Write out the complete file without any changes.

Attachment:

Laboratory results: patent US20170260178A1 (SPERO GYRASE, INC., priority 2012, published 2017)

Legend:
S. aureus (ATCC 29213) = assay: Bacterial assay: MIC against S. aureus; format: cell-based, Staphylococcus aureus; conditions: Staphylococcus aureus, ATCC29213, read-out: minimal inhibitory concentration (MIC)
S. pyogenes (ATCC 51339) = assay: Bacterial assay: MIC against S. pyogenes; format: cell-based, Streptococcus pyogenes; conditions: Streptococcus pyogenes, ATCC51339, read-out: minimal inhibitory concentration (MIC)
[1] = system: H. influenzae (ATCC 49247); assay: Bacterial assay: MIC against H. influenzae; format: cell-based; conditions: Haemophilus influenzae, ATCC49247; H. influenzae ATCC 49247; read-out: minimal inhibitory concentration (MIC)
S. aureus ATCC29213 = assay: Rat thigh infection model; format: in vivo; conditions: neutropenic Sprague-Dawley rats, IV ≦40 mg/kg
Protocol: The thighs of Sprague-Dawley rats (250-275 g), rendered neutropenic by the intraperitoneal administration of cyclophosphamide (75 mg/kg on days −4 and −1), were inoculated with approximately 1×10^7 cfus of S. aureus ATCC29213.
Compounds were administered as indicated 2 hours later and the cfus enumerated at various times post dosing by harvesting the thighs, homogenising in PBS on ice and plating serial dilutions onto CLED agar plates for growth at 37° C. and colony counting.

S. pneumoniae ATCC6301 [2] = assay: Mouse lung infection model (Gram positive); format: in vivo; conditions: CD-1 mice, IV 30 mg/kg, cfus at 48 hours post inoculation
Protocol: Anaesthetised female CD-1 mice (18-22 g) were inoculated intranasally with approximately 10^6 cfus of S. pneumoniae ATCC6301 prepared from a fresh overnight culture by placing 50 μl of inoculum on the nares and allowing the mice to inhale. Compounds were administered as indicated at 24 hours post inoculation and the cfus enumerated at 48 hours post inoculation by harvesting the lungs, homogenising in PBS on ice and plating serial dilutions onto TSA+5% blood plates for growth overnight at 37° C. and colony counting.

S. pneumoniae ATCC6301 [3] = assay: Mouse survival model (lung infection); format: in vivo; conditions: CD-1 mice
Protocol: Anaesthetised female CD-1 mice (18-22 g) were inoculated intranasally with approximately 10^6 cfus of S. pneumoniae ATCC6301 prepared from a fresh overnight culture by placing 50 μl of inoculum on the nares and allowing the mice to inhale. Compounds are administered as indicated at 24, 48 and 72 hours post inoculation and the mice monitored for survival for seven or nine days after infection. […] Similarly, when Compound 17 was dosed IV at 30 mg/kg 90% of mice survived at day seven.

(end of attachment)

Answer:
Laboratory results: patent US20170260178A1 (SPERO GYRASE, INC., priority 2012, published 2017)

Legend:
S. aureus (ATCC 29213) = assay: Bacterial assay: MIC against S. aureus; format: cell-based, Staphylococcus aureus; conditions: Staphylococcus aureus, ATCC29213, read-out: minimal inhibitory concentration (MIC)
S. pyogenes (ATCC 51339) = assay: Bacterial assay: MIC against S. pyogenes; format: cell-based, Streptococcus pyogenes; conditions: Streptococcus pyogenes, ATCC51339, read-out: minimal inhibitory concentration (MIC)
[1] = system: H. influenzae (ATCC 49247); assay: Bacterial assay: MIC against H. influenzae; format: cell-based; conditions: Haemophilus influenzae, ATCC49247; H. influenzae ATCC 49247; read-out: minimal inhibitory concentration (MIC)
S. aureus ATCC29213 = assay: Rat thigh infection model; format: in vivo; conditions: neutropenic Sprague-Dawley rats, IV ≦40 mg/kg
Protocol: The thighs of Sprague-Dawley rats (250-275 g), rendered neutropenic by the intraperitoneal administration of cyclophosphamide (75 mg/kg on days −4 and −1), were inoculated with approximately 1×10^7 cfus of S. aureus ATCC29213.
Compounds were administered as indicated 2 hours later and the cfus enumerated at various times post dosing by harvesting the thighs, homogenising in PBS on ice and plating serial dilutions onto CLED agar plates for growth at 37° C. and colony counting.

S. pneumoniae ATCC6301 [2] = assay: Mouse lung infection model (Gram positive); format: in vivo; conditions: CD-1 mice, IV 30 mg/kg, cfus at 48 hours post inoculation
Protocol: Anaesthetised female CD-1 mice (18-22 g) were inoculated intranasally with approximately 10^6 cfus of S. pneumoniae ATCC6301 prepared from a fresh overnight culture by placing 50 μl of inoculum on the nares and allowing the mice to inhale. Compounds were administered as indicated at 24 hours post inoculation and the cfus enumerated at 48 hours post inoculation by harvesting the lungs, homogenising in PBS on ice and plating serial dilutions onto TSA+5% blood plates for growth overnight at 37° C. and colony counting.

S. pneumoniae ATCC6301 [3] = assay: Mouse survival model (lung infection); format: in vivo; conditions: CD-1 mice
Protocol: Anaesthetised female CD-1 mice (18-22 g) were inoculated intranasally with approximately 10^6 cfus of S. pneumoniae ATCC6301 prepared from a fresh overnight culture by placing 50 μl of inoculum on the nares and allowing the mice to inhale. Compounds are administered as indicated at 24, 48 and 72 hours post inoculation and the mice monitored for survival for seven or nine days after infection. […] Similarly, when Compound 17 was dosed IV at 30 mg/kg 90% of mice survived at day seven.